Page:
Re: Securing bind..
This is well out of hand, and I've delt with it before, so this is my less
mailing on teh subject.
On Mon, 31 Dec 2001, Craig Sanders wrote:
> On Sun, Dec 30, 2001 at 08:34:32PM -0600, Michael D. Schleif wrote:
> > Craig Sanders wrote:
> > > On Sun, Dec 30, 2001 at 07:31:30PM -0600, Michael D. Schleif wrote:
> > > > ``By combining all these tools, you can finally approach the
> > > > functionality of a trivial rsync script. Wow.''
> > > >
> > > > Enough said . . .
> > >
> > > by throwing away all your existing zonefiles, DNS configuration, DNS
> > > tools and a bunch of features which djbdns doesn't support, you get to
> > > use rsync to transfer zonefiles around.
> > And, perhaps, your point?
> that throwing away all your existing configurations and starting from
> scratch just to get a trivial feature (which can easily be had with a
> shell script wrapper around named-xfer) is NOT a good idea.
I am *NOT* suggesting that you use djbdns *just for* rsync zone transfers.
Either you're confused, which is OK, or you're pretending to have missed teh
point because you have nothing left to stand on.
These are my reasons for preferring djbdns, and mine alone.
1) djbdns is orders of magnitude smaller, simpler, and more elegant
than BIND will ever be. I believe that this makes it more likely to
be much more secure.
2) djbdns' file format is much simpler, and works much more like one now
imagines the DNS system itself. Very few sites need any real concept of
zones - we just don't setup dns like that.
3) djbdns is lighter - you only run the programs that do they things you
need, rather than running `djbdns --options`.
4) Following from above, djbdns has the Unix philosophy.
5) I find that I really like Daniel Bernstien's code. He's an excellent
programmer, and he really understands specifications, documentation,
and how to really define a good solution, and a coherent system. I
am not familiar with the group that codes BIND, but somehow they've
taken one of the Internet's simplest protocols, and made it the second
most difficult basic service to configure (the first, IMO, being your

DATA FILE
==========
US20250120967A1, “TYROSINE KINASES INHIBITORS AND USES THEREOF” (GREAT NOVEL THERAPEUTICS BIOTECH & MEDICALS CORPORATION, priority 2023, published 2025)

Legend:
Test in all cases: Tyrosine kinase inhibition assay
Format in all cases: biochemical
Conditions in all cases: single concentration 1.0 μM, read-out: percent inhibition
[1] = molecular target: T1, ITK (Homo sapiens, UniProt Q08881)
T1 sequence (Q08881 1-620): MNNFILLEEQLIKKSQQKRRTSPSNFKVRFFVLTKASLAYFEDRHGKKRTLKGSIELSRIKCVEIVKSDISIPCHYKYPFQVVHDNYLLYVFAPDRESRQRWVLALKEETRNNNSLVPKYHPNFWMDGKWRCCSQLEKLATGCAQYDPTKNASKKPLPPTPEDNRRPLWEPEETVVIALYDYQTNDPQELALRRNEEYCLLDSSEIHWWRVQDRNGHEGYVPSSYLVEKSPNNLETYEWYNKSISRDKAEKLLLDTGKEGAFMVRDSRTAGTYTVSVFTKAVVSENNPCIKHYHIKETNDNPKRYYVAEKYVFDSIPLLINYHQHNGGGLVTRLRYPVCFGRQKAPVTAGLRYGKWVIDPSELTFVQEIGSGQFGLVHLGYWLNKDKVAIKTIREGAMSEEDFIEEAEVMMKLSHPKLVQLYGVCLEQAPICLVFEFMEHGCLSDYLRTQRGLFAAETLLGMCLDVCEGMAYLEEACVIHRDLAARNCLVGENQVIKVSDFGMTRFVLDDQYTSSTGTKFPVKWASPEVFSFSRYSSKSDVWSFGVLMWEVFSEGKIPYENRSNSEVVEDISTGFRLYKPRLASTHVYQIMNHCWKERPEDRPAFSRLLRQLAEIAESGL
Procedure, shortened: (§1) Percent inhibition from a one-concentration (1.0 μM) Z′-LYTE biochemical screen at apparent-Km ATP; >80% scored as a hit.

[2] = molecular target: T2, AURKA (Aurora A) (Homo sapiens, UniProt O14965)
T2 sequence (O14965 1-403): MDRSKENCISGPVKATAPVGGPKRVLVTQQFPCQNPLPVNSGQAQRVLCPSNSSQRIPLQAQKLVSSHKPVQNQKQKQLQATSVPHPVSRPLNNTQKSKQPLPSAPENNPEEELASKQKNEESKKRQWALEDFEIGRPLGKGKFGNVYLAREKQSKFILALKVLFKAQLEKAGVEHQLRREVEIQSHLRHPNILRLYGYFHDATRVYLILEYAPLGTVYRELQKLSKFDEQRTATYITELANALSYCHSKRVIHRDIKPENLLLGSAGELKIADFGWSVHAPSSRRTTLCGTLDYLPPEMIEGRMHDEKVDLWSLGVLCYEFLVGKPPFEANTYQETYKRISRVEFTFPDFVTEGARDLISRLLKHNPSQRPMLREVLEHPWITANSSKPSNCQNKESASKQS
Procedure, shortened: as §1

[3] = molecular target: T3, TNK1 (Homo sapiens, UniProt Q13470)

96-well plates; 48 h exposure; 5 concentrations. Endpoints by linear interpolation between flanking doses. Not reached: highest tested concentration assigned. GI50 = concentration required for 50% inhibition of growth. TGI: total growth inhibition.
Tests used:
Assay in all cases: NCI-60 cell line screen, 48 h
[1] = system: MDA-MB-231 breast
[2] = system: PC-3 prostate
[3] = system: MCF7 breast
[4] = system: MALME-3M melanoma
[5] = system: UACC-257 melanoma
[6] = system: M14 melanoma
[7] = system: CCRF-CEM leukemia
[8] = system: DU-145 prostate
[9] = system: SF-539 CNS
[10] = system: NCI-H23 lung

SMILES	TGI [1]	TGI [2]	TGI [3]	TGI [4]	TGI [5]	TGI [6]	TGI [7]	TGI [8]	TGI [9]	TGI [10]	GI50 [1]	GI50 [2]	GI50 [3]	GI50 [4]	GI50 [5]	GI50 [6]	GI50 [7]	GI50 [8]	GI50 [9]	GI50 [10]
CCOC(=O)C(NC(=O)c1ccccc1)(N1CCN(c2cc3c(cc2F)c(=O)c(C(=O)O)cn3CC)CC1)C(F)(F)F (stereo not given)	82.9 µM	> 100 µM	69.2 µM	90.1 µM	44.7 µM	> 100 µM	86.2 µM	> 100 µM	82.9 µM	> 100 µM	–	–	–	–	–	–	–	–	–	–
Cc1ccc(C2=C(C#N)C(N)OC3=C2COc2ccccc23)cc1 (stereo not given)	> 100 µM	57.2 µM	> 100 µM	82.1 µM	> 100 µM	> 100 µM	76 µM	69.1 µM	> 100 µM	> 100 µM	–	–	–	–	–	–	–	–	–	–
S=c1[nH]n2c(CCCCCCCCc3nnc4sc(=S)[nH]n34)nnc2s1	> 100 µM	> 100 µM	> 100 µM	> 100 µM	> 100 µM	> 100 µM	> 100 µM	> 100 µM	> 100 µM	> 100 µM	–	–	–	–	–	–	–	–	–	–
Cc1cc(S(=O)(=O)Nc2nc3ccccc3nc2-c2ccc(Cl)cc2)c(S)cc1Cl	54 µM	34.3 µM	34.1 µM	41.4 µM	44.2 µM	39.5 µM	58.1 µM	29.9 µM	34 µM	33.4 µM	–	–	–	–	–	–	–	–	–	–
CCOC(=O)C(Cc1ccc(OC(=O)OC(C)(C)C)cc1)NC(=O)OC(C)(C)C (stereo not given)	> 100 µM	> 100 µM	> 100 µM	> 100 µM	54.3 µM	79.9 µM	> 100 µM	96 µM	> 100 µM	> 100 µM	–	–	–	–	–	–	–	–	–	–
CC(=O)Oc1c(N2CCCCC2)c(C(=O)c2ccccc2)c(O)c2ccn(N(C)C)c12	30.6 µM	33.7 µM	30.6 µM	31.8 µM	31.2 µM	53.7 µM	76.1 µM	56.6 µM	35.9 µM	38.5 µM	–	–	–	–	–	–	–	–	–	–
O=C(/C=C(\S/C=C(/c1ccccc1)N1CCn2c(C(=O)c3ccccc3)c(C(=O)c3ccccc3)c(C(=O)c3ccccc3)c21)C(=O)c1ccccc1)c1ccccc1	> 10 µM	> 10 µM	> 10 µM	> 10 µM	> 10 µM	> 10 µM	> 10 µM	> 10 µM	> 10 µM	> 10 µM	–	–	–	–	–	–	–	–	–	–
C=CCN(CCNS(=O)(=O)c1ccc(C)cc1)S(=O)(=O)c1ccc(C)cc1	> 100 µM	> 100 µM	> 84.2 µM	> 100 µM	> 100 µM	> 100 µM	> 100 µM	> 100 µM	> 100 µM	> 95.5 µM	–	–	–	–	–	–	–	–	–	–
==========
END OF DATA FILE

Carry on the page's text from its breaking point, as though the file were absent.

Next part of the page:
> there are two major problems with all of bernstein's software. the
> first is that it requires you to throw away your existing
> configuration...no big deal for a caching only name-server or if you
> only have one or two domains to serve. a severe pain in the arse if you
> have hundreds or thousands of domains.
This is crazy. Anytime you change software packages, you must rewrite your
configuration. And, if you or anyone you know manages thousands of domains,
I'll mail you a crisp, clean 20 dollar bill. (In order to be eligible, you
must provide the name of your employer, so that I can avoid their service.)
> the second is that it is incredibly inflexible - you can only use it in
> the particular way that bernstein wants you to use it...and if you
> actually need to use it some other way then you are, according to djb,
> an idiot because he is never wrong.
This too, is crazy. DJB desiged djbdns to work correctly. It does everything
that BIND does. Everything. No feature is left out, excepet the redundant
and archaic, which all have a newer, better solution. DJB sees a lot of
stupidity out there from the BIND zealots, and I don't see where he's wrong.
> bind is far from perfect. but it's a lot better than all of the
> alternatives. if something actually better (as opposed to just loud &
> grandiose claims of being better) came along, i'd switch to it in an
I bet you wouldn't.
> > Broken as many of them are, they still work quite well with djbdns,
> > thank you.
> named.conf doesn't work with djbdns - a minor problem.
This is a stupid argument. httpd.conf doesn't work well with thttpd, and
proftpd.conf doesn't work well at all with wu-ftpd.
> more importantly, bind style zonefiles don't work with djbdns - the
> idiot invented his own stupid format for zone files. if djbdns had been
> "backwards-compatible" with bind zonefiles then it might have had some
> vague chance of replacing bind.
Perhaps, but BIND invented its own zonefiles too. What you fail to realize is
how bad BIND zone files suck.
> > > an additional part of the price you pay is djb's moronic non-free
> > > software license
> > Really?
> > <http://cr.yp.to/distributors.html>
> yes, really. non-free.
> if you don't understand WHY it's non-free then read the DFSG again.
This doesn't deserve a response.
> > > and his rabid
> > > reinvent-the-wheel-as-a-square-because-it-wasn't-invented-here
> > > attitude.
> > As you know, the software does *not* espouse his nor anybody else's
> > views. So what?
> unfortunately, bernstein's software is severely limited by his views.
> he's a fairly good programmer....but a lousy systems administrator, with
> no concept of how real world sysadmins use tools or how they automate
I hope you don't consider youself a good systems administrator,
> > If conformance to standards is interesting to you, then check this
> > out.
> djbdns does not conform to standards. he proudly ignored any aspects of
> the standards that were inconvenient to him.
There is no RFC BIND!!! Christ, man...
> > > bind can do rsync zone transfers merely by writing a wrapper script for
> > > named-xfer. i've done it. it works.
> > That, too, is my point -- glad you found it . . .
> so your point is that it's better to throw away years of configuration
> work so you can use djbdns than it is to write a simple wrapper script.
> right. good thinking.
> craig sanders <email@example.com>
> Fabricati Diem, PVNC.
> -- motto of the Ankh-Morpork City Watch
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